‘Right thing to do’, infectious disease expert says about vaccination requirement for St. Jude employees
MEMPHIS, Tenn. (WMC) - St. Jude cites science in their reasoning as the rapid rise of the more severe Delta variant of COVID-19 spreads across the Mid-South.
Employees here have eights weeks to get vaccinated or face termination.
In a memo sent to employees, St. Jude Children’s Research Hospital CEO James Downing said much research, analysis and discussion went into the hospital’s decision to require all employees without a religious or medical exemption be vaccinated against COVID-19 by Sept. 9.
The memo reads: “It is the right thing to keep our campus safe. Our duty to our patients frames everything we do. This is the logical next step to ensure we stay one step ahead of the virus.”.
“I was delighted,” Dr. Minoj Jain, infectious disease expert said. “I think it’s the right thing to do, I think it’s the best thing that we can do for our community, for the patients.”
Jain, infectious disease expert and member of the Memphis Shelby County COVID-19 Task Force says this decision will have ripple affects across the Mid-South and the nation.
“St. Jude is a nationally reputable organization and it will really set a precedent for other organizations nationally to say this is what we have to do,” Jain said.
According to the memo – “By Sept. 10, employees who have refused vaccination or do not have an approved medical or religious exemption will be put on an unpaid administrative leave for two weeks. During this time, they have the opportunity to begin the vaccination process. Those who fail to start the vaccination process will be terminated at the end of the two-week period.”
“As soon as I got the news yesterday about the mandate I immediately called and cancelled my monthly donation,” a Memphian named Hellen said.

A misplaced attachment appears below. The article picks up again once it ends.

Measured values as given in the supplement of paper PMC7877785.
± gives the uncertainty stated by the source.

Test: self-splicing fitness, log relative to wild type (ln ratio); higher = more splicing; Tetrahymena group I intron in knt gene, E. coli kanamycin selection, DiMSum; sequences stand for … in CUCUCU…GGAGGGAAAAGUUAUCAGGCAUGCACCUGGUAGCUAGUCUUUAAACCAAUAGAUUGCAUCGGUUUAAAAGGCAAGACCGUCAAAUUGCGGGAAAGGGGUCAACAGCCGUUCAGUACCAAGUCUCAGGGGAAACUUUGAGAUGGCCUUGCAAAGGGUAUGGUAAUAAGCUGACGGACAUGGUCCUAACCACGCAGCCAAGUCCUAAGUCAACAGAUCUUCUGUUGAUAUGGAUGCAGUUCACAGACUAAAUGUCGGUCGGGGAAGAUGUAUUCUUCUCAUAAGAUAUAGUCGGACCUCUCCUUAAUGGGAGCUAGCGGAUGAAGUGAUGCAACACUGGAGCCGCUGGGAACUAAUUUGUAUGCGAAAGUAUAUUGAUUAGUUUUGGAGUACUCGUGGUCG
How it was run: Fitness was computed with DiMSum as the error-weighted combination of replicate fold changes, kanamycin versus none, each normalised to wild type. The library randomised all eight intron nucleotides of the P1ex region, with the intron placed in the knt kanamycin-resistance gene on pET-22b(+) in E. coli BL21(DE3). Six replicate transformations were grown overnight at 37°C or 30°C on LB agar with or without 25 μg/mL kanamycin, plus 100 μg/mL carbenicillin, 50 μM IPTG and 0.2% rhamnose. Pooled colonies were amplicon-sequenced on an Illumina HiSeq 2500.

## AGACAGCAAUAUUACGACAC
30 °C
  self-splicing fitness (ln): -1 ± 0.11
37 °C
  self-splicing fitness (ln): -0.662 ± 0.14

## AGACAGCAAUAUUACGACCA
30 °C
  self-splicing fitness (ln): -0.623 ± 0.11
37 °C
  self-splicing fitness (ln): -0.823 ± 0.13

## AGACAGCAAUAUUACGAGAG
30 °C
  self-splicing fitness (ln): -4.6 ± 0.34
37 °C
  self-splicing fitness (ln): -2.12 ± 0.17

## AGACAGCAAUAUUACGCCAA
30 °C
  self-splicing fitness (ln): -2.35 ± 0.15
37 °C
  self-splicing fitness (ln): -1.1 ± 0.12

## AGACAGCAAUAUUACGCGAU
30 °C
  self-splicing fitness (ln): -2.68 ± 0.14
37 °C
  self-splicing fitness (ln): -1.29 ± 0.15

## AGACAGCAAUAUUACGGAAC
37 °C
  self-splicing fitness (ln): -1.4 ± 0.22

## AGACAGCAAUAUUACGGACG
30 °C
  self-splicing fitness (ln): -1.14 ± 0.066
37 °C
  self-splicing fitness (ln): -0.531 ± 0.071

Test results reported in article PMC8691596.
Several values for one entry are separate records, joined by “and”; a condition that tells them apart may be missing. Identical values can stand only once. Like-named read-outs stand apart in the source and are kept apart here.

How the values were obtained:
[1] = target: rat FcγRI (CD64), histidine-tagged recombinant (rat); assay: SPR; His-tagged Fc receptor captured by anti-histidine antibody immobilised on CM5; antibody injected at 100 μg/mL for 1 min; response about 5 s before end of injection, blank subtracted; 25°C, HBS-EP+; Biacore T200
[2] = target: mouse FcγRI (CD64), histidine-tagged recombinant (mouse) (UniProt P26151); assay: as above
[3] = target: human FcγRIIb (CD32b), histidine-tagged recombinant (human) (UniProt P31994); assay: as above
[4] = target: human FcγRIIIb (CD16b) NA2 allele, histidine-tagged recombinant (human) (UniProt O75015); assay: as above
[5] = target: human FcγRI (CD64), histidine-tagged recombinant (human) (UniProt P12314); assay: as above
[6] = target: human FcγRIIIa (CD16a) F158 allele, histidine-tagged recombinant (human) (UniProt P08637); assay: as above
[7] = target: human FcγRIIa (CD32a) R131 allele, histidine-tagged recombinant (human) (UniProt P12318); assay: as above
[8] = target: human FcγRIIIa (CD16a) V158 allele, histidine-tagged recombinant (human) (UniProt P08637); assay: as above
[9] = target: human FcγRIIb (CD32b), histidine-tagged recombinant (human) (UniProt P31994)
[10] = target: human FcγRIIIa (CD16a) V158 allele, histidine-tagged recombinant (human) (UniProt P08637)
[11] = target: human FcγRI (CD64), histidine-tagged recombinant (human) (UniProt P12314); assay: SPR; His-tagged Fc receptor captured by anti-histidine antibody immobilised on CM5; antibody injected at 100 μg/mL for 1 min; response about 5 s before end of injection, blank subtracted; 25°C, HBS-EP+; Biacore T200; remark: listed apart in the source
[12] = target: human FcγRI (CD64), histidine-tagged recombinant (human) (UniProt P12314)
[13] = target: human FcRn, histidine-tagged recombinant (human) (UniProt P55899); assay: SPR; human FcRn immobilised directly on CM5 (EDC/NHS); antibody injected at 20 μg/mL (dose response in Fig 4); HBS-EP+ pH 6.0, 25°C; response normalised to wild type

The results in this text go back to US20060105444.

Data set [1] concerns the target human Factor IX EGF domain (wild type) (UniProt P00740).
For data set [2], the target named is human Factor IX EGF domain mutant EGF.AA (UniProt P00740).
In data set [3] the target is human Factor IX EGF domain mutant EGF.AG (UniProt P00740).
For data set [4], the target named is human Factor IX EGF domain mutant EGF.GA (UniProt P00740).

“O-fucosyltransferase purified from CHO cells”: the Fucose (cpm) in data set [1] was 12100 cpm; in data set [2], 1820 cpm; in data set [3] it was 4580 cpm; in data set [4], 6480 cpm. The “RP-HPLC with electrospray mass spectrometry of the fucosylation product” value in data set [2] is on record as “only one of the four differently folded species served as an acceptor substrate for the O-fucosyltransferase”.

A woman who identified herself as Hellen called WMC Action News 5 to voice her complaints about the mandate.
She said she has unvaccinated relatives who work at St. Jude and the September deadline doesn’t provide enough time for them to find new employment.
“I believe that by mandating such things, takes away our rights,” Hellen said. “To have something foreign injected into somebody’s body should be a choice.”
“I can’t agree with them, we have to be thinking about the public good, our patient’s good,” Jain said. “We have been doing it for other vaccines, we’re doing it for the influenza vaccine.”
Representatives from Methodist Le Bonheur Heathcare, Baptist Memorial Healthcare, St. Francis Hospital and Regional One Hospital told us they have no plans at this time to mandate COVID-19 vaccinations for employees.
Representatives from St. Jude were unavailable for comment on-camera Thursday.
Shelby County Mayor Lee Harris says St. Jude’s decision simply makes sense considering the hospital’s vulnerable population.
In the memo sent by the hospital’s CEO, Dr. Downing notes the team of world-renowned researchers and clinicians available to speak with any St. Jude employee still hesitant about receiving the vaccine.
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